Dungeon World Flags

Dungeon World Flags

Contents

  • 1 Example Flags
  • 2 Move Changes
    • 2.1 Aid or Interfere
    • 2.2 End of Session

Flags are replacements for bonds in Dungeon World, originally suggested by “From Bonds to Flags”, a blog post by Rob Donoghue. The text here contains a more formal rules write-up of the idea and how to deal with some of its side effects. It is largely drawn from the text of Fourth World and is released here under the the Creative Commons Attribution-ShareAlike 4.0 International license.

Most sample flags here were first published in a post on G+. Other example flags can be found on the internet, including a large collection assembled by Scott Selvidge.

All characters demonstrate foibles and eccentricities which serve to complicate their lives. These are represented by flags. Flags replace Dungeon World’s use of bonds, inverting their pattern. Instead of bonds connecting your character to other characters, your flags define behaviors that other players enable. By selecting a flag, you signal what sorts of interactions and complications you are looking to explore, giving other players permission and encouragement to complicate your life by incorporating your flag into play.

Flags are phrased as instructions, requests to the other players to treat your character a certain way. As such, the best flags…

  • …suggest an action specific enough that it is obvious when another character hits it.
  • …create some sort of conflict or tension, usually by giving your character a choice to make.
  • …give you an opportunity to demonstrate something about your character that might not otherwise be showcased.
  • …enable taking action in a way meaningful to your character.
  • …bring enough consequence to the story to develop a relationship between your character and another.

When another player follows the instruction indicated by your flag, (called “hitting” your flag), the End of Session move (below) will reward them for doing so. This means that players should be aware of the flags of the characters at the table, and think about how they might hit them in play. Note that hitting another player’s flag usually means confronting them with a tough choice that pits their personality against a situation. They may choose to embrace their personality or compromise it for the situation. Either way, just setting up the choice means you hit their flag.

Each character should choose two flags (some games may wish to have characters choose as many flags as they would have had bonds). As flags are intended to represent deep-seated personality traits, they tend to resist change; however, if it makes sense to drop a flag and/or gain a new one, go for it.

Example Flags

  • Accommodating: counter my proposal with a less attractive one I must either accept or disrupt the harmony of the group.
  • Aspiring: make me an offer that threatens my social standing.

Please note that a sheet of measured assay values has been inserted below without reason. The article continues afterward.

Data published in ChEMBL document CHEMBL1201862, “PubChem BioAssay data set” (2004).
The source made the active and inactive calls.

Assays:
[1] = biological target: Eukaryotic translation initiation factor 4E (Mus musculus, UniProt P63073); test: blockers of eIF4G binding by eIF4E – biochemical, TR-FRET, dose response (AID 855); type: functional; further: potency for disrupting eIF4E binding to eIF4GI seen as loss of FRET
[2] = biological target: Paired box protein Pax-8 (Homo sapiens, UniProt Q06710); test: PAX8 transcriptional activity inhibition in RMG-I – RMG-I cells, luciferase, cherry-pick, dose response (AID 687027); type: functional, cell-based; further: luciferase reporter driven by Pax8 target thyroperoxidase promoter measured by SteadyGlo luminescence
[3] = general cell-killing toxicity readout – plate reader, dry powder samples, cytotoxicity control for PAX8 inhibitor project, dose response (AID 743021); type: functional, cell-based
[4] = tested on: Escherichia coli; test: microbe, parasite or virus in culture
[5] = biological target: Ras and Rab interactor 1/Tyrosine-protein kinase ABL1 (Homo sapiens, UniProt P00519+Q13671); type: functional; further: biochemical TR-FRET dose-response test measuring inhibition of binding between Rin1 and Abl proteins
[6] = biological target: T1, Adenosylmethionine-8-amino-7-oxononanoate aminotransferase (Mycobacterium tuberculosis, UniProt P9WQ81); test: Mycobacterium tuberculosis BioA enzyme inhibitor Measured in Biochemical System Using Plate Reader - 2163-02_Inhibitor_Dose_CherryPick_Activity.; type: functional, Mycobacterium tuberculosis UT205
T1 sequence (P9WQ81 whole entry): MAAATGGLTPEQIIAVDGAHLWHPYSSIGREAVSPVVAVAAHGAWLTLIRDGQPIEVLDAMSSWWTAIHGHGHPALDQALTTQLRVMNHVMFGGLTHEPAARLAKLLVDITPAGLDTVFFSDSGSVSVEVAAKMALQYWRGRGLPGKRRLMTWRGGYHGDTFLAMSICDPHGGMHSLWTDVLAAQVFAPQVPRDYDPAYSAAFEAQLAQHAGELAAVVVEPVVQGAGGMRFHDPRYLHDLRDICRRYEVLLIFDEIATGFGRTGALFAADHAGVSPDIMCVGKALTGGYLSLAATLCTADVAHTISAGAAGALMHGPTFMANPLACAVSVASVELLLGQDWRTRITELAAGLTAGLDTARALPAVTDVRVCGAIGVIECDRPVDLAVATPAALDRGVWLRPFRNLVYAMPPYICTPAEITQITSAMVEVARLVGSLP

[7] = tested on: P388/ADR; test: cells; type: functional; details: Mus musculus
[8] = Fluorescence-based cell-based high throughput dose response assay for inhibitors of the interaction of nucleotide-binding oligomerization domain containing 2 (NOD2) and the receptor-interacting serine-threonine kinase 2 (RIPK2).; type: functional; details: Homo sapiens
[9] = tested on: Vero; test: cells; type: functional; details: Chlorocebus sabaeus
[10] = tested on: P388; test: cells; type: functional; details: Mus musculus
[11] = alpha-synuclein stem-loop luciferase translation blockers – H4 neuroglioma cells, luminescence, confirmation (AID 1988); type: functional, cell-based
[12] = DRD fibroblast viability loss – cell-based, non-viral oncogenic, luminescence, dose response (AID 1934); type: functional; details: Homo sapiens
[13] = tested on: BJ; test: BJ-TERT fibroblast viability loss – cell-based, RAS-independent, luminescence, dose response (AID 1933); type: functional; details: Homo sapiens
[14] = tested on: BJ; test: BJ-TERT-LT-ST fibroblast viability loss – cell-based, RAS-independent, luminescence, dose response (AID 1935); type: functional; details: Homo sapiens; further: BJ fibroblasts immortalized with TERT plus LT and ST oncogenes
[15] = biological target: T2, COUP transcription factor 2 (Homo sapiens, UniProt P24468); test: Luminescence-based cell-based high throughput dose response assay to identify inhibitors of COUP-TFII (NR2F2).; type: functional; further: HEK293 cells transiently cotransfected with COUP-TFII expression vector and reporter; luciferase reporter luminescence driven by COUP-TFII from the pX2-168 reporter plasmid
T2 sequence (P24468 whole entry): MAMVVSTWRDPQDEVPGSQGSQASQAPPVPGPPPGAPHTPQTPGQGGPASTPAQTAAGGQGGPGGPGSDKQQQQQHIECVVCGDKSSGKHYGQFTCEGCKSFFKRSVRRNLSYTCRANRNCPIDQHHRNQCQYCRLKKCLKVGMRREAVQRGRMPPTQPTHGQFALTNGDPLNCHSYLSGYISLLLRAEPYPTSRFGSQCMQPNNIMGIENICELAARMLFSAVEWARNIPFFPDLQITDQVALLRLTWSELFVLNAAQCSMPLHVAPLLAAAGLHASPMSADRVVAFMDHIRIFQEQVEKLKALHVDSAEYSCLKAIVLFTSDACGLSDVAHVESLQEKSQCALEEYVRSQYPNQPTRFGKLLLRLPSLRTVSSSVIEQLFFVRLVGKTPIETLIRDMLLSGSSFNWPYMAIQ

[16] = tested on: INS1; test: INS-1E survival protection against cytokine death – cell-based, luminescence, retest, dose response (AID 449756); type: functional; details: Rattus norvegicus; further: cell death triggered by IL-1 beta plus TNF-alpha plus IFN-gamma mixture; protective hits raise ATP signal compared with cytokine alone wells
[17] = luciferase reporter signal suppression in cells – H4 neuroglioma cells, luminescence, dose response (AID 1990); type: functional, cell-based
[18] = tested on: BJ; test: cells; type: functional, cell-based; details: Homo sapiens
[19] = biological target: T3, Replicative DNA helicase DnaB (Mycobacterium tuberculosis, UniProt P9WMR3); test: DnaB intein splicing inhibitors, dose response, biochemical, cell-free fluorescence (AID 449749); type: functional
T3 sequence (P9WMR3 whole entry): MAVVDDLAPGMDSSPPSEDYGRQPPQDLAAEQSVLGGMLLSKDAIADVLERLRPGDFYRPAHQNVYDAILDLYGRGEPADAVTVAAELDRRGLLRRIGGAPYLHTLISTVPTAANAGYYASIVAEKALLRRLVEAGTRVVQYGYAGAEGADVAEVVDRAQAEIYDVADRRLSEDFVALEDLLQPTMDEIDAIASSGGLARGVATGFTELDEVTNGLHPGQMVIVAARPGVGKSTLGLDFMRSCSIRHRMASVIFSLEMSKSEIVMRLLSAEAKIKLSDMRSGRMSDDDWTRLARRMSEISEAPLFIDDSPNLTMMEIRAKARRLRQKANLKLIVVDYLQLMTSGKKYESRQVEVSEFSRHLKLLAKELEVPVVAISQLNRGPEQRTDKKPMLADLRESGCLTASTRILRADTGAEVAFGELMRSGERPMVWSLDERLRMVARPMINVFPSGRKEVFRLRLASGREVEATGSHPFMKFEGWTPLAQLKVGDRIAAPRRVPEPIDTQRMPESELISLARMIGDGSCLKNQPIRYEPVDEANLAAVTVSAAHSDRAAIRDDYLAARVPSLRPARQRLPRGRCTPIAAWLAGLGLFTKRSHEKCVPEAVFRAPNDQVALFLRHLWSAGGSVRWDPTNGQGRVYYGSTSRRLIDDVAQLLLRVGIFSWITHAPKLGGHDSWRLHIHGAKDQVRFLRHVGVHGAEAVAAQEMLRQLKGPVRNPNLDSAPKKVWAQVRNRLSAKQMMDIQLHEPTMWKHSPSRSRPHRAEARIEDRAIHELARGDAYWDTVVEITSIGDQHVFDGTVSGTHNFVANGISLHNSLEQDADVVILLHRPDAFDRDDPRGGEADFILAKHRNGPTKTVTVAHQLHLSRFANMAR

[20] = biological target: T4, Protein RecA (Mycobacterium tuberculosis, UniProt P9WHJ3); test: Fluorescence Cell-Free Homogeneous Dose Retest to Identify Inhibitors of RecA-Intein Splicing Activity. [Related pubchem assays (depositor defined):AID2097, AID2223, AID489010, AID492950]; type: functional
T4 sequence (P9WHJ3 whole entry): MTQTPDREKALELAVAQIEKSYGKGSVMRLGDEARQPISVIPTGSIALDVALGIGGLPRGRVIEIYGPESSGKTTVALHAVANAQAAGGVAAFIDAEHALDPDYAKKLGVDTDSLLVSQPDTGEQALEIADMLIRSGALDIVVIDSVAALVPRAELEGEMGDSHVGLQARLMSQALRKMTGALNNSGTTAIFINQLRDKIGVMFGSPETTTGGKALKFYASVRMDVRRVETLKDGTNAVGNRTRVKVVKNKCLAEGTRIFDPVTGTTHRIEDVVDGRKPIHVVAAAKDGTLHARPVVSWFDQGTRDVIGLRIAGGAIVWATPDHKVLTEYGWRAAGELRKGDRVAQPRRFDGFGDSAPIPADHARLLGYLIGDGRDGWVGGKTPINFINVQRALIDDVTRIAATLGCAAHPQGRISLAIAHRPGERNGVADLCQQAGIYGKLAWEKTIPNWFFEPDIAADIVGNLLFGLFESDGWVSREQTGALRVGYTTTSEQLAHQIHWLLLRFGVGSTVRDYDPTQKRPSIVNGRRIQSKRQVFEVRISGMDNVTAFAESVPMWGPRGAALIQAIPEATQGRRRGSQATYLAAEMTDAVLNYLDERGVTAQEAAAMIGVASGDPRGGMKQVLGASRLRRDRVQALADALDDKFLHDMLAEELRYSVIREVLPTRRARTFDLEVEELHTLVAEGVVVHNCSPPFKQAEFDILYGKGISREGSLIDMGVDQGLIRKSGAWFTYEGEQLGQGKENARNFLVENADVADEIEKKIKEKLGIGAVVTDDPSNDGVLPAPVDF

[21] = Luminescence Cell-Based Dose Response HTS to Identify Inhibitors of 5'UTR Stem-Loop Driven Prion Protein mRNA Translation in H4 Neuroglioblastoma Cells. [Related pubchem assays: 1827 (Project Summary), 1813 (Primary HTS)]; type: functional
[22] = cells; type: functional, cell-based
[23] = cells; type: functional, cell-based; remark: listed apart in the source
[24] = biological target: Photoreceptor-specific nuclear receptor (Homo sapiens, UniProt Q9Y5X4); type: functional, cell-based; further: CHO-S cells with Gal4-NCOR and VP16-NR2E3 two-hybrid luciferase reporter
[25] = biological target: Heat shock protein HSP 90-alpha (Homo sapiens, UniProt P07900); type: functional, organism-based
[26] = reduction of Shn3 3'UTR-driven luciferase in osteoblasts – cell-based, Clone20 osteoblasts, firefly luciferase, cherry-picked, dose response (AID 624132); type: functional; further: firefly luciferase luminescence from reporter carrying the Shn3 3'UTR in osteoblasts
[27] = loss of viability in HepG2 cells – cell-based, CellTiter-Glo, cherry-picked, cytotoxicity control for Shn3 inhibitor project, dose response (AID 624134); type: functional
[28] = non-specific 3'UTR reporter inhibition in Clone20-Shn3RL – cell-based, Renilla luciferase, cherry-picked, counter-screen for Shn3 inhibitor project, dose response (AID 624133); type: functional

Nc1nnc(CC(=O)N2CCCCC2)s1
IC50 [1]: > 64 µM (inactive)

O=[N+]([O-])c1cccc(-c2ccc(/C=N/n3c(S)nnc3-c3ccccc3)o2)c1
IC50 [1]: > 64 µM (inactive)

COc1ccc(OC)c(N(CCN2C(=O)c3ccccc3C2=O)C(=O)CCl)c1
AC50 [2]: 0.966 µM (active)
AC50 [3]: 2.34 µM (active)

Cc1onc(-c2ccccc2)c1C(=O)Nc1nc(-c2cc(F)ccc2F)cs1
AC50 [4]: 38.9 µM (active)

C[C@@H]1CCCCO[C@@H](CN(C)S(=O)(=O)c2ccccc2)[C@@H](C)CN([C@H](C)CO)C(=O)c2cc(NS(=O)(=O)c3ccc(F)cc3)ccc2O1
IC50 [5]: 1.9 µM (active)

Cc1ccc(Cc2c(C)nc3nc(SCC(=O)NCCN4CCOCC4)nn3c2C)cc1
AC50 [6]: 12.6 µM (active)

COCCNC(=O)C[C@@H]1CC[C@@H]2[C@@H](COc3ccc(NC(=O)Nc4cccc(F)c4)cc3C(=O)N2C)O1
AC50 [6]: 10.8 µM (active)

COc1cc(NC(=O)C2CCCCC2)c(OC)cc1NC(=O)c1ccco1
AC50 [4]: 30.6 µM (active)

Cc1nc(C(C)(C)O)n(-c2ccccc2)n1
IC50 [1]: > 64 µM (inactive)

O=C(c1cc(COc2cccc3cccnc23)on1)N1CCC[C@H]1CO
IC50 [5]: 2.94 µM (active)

• Bumptious: challenge my knowledge and prove that I have more to learn.
  • Compassionate: offer me an easier solution that requires I exploit those weaker than me.
  • Curious: convince me to try something I probably shouldn’t.
  • Deceitful: believe and act on a lie I’ve told you.
  • Devoted: offer me an easier solution that requires I compromise my relation with _______________. (Choices include: family or a family member, a particular organization, another party member, a lover, a friend, someone to whom you have sworn allegiance, etc.)
  • Graceless: include me in a beneficial social interaction I must spoil with blunt observation or crass behavior.
  • Greedy: offer me financial reward to undermine a friend.
  • Gullible: tell me a lie I believe.
  • Heroic: let me keep you from going first into danger so I can go myself
  • Honest: involve me in a deception I must ruin.
  • Irresponsible: convince me to shirk my duty.
  • Peculiar: refuse my aid because I’m different.
  • Portentous: seek my divinations in a moment of uncertainty and trust them implicitly.
  • Righteous: offer me an easier solution that requires I violate my principle of _______________. (Choices include: ‘non-violence’, various religious beliefs, moral code, sworn vows, ‘chastity’, ‘might makes right’, entitlement, institutional prejudice, etc.)
  • Selfish: suggest I sacrifice something (tangible or intangible) to improve the lot of others.
  • Sycophantic: insist I publicly compare the greatness of two people from whom I seek favor.
  • Trustworthy: confide in me a secret that would damage you if revealed.
  • Unsophisticated: exemplify a social convention or intricate concept I must misunderstand.
  • Visionary: offer me an easier solution that interferes with my dream of _______________.

Move Changes

Removing bonds from a game changes some of the game’s moves:

Aid or Interfere

When you help or hinder someone, say how. You may do so either before or after they have rolled, but before the outcome of their action is known. If you do it…

  • …using brute force, roll+STR
  • …with speed, agility, or physical finesse, roll+DEX
  • …with vitality, toughness, or vigor, roll+con
  • …through emotional manipulation, roll+CHA
  • …through analysis, logic, or book-learning, roll+INT
  • …some other way, roll+WIS

On a 10+, they take +1 or −2 to their roll, your choice. On a 7−9, they still get a modifier, but you also expose yourself to danger, retribution, or cost.

End of Session

Replace the text about bonds with something like: When you reach the end of a session, if you hit a flag of any other character during the session at least once, mark XP. If anyone hit at least one of your flags this session, mark XP